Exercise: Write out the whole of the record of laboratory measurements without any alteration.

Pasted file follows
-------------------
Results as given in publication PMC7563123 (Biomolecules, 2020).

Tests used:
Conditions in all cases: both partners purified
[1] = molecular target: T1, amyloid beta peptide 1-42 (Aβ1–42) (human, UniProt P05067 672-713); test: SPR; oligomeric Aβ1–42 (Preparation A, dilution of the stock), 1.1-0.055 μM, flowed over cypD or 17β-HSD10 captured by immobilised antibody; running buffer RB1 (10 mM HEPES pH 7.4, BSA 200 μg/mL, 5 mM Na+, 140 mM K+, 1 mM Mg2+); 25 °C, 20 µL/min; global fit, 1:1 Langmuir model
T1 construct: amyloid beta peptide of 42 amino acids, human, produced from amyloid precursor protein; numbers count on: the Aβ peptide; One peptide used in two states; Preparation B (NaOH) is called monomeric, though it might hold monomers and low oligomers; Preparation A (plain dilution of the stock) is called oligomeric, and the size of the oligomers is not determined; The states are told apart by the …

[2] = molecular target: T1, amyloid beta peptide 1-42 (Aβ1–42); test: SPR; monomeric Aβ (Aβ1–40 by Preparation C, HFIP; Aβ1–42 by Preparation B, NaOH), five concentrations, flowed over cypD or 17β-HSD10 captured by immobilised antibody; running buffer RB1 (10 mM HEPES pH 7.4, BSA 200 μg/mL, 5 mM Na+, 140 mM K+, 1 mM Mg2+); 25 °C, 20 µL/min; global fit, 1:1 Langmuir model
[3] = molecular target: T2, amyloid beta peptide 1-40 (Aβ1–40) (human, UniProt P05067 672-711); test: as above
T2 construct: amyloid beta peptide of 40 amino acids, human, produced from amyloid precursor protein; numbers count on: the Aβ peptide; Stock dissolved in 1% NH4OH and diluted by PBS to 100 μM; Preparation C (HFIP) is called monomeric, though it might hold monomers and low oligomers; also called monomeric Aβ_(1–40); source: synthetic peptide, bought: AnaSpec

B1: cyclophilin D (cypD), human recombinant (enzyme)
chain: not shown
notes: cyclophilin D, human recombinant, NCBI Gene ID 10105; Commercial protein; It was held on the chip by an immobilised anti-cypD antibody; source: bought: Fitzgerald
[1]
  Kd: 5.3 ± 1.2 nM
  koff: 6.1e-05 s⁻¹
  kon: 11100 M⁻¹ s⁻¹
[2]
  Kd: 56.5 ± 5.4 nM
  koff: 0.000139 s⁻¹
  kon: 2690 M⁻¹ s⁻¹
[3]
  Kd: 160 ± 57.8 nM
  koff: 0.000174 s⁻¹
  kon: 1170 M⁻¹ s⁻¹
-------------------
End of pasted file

Results as given in publication PMC7563123 (Biomolecules, 2020).

Tests used:
Conditions in all cases: both partners purified
[1] = molecular target: T1, amyloid beta peptide 1-42 (Aβ1–42) (human, UniProt P05067 672-713); test: SPR; oligomeric Aβ1–42 (Preparation A, dilution of the stock), 1.1-0.055 μM, flowed over cypD or 17β-HSD10 captured by immobilised antibody; running buffer RB1 (10 mM HEPES pH 7.4, BSA 200 μg/mL, 5 mM Na+, 140 mM K+, 1 mM Mg2+); 25 °C, 20 µL/min; global fit, 1:1 Langmuir model
T1 construct: amyloid beta peptide of 42 amino acids, human, produced from amyloid precursor protein; numbers count on: the Aβ peptide; One peptide used in two states; Preparation B (NaOH) is called monomeric, though it might hold monomers and low oligomers; Preparation A (plain dilution of the stock) is called oligomeric, and the size of the oligomers is not determined; The states are told apart by the …

[2] = molecular target: T1, amyloid beta peptide 1-42 (Aβ1–42); test: SPR; monomeric Aβ (Aβ1–40 by Preparation C, HFIP; Aβ1–42 by Preparation B, NaOH), five concentrations, flowed over cypD or 17β-HSD10 captured by immobilised antibody; running buffer RB1 (10 mM HEPES pH 7.4, BSA 200 μg/mL, 5 mM Na+, 140 mM K+, 1 mM Mg2+); 25 °C, 20 µL/min; global fit, 1:1 Langmuir model
[3] = molecular target: T2, amyloid beta peptide 1-40 (Aβ1–40) (human, UniProt P05067 672-711); test: as above
T2 construct: amyloid beta peptide of 40 amino acids, human, produced from amyloid precursor protein; numbers count on: the Aβ peptide; Stock dissolved in 1% NH4OH and diluted by PBS to 100 μM; Preparation C (HFIP) is called monomeric, though it might hold monomers and low oligomers; also called monomeric Aβ_(1–40); source: synthetic peptide, bought: AnaSpec

B1: cyclophilin D (cypD), human recombinant (enzyme)
chain: not shown
notes: cyclophilin D, human recombinant, NCBI Gene ID 10105; Commercial protein; It was held on the chip by an immobilised anti-cypD antibody; source: bought: Fitzgerald
[1]
  Kd: 5.3 ± 1.2 nM
  koff: 6.1e-05 s⁻¹
  kon: 11100 M⁻¹ s⁻¹
[2]
  Kd: 56.5 ± 5.4 nM
  koff: 0.000139 s⁻¹
  kon: 2690 M⁻¹ s⁻¹
[3]
  Kd: 160 ± 57.8 nM
  koff: 0.000174 s⁻¹
  kon: 1170 M⁻¹ s⁻¹